Results of a study published in the journal Inflammatory Bowel Diseases suggest that there is “compelling evidence” of alterations of DNA in several regions of the genome in children with Crohn’s disease (CD) that may be related to key environmental exposure. In addition to providing new insights into how genes and the environment interact, the findings may suggest new approaches for clinical management of CD.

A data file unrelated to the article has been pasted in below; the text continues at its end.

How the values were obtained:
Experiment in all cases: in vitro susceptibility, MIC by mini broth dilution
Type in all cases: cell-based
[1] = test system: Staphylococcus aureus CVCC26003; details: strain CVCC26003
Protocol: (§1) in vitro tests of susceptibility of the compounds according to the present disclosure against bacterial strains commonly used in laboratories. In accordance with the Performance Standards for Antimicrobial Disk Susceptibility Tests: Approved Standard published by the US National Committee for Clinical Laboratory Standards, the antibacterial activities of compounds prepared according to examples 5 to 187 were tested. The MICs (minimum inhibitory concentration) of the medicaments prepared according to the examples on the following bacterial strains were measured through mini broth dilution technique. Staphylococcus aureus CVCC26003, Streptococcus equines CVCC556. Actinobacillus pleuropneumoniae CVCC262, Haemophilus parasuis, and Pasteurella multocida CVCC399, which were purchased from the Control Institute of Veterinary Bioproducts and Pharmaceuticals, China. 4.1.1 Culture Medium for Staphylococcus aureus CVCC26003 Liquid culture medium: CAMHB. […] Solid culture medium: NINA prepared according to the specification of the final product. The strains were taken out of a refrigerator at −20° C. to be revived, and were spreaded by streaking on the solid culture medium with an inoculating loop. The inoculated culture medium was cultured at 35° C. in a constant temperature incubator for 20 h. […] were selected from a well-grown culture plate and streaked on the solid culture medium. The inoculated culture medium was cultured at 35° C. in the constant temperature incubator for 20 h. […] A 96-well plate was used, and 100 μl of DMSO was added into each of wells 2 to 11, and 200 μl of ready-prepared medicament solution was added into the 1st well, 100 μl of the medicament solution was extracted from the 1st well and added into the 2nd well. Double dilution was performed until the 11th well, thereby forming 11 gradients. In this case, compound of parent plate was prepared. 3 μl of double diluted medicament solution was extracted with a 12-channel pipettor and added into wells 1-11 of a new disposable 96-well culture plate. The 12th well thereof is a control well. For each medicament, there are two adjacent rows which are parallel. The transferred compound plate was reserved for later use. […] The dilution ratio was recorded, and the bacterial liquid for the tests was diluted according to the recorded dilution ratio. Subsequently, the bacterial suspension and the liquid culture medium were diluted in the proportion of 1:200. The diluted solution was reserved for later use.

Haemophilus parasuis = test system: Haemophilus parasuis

The study called out "highly significant" changes in two specific gene locations, including genes responsible for immune and cellular functions that could contribute to the development of CD. Two probes for these locations proved to accurately predict which children would have CD, providing a potentially useful "biomarker" for use as a diagnostic test. A news story about the study findings, with link to the study abstract, may be read here.